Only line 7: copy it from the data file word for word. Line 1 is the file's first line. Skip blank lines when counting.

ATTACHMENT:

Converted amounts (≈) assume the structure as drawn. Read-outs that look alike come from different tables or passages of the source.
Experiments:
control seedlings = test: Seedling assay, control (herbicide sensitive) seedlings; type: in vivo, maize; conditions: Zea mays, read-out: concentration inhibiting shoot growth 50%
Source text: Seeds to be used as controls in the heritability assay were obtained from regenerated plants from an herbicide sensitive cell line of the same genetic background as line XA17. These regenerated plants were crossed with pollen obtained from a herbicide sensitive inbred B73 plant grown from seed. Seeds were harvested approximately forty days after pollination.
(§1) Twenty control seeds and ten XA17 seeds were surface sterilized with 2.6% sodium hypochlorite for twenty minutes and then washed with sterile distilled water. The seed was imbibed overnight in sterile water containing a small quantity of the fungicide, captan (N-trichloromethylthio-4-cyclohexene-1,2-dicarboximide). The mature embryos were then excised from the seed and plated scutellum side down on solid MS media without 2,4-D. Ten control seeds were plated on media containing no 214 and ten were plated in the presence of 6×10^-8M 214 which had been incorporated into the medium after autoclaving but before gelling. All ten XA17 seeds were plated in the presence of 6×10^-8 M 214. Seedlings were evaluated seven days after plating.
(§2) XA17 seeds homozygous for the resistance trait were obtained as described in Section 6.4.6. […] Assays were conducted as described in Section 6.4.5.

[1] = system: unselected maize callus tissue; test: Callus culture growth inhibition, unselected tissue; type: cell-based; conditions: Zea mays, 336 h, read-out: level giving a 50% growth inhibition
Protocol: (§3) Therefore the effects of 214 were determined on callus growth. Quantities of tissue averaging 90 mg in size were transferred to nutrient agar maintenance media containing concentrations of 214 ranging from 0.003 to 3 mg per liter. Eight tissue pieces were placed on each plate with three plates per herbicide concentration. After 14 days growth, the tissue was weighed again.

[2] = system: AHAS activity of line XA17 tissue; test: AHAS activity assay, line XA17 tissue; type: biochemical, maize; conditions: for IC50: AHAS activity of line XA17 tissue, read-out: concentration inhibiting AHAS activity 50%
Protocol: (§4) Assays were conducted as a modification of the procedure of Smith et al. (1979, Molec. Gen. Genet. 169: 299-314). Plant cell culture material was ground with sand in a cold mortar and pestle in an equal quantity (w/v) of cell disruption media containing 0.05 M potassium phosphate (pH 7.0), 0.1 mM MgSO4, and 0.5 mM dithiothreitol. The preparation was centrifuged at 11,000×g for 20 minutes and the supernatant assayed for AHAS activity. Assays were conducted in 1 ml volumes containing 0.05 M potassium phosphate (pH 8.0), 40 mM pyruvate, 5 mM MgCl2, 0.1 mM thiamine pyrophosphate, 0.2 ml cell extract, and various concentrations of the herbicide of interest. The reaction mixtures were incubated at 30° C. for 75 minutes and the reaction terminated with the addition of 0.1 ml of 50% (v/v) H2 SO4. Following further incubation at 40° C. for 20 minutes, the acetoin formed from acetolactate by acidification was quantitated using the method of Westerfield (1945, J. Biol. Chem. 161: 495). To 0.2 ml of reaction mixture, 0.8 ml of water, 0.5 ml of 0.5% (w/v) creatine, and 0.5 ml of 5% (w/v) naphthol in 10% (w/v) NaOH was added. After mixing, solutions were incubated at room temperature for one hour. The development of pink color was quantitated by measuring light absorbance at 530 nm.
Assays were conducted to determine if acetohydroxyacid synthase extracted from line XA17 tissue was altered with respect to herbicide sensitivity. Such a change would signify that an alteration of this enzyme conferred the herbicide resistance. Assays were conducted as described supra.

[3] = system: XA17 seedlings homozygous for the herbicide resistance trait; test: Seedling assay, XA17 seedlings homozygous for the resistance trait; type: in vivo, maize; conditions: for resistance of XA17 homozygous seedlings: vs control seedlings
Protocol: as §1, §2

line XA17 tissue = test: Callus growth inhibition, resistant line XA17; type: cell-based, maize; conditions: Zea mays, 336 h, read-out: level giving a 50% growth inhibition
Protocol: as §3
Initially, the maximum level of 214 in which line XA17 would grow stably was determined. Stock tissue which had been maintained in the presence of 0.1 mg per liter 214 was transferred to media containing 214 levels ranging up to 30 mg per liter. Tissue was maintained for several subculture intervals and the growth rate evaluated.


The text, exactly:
[1] = system: unselected maize callus tissue; test: Callus culture growth inhibition, unselected tissue; type: cell-based; conditions: Zea mays, 336 h, read-out: level giving a 50% growth inhibition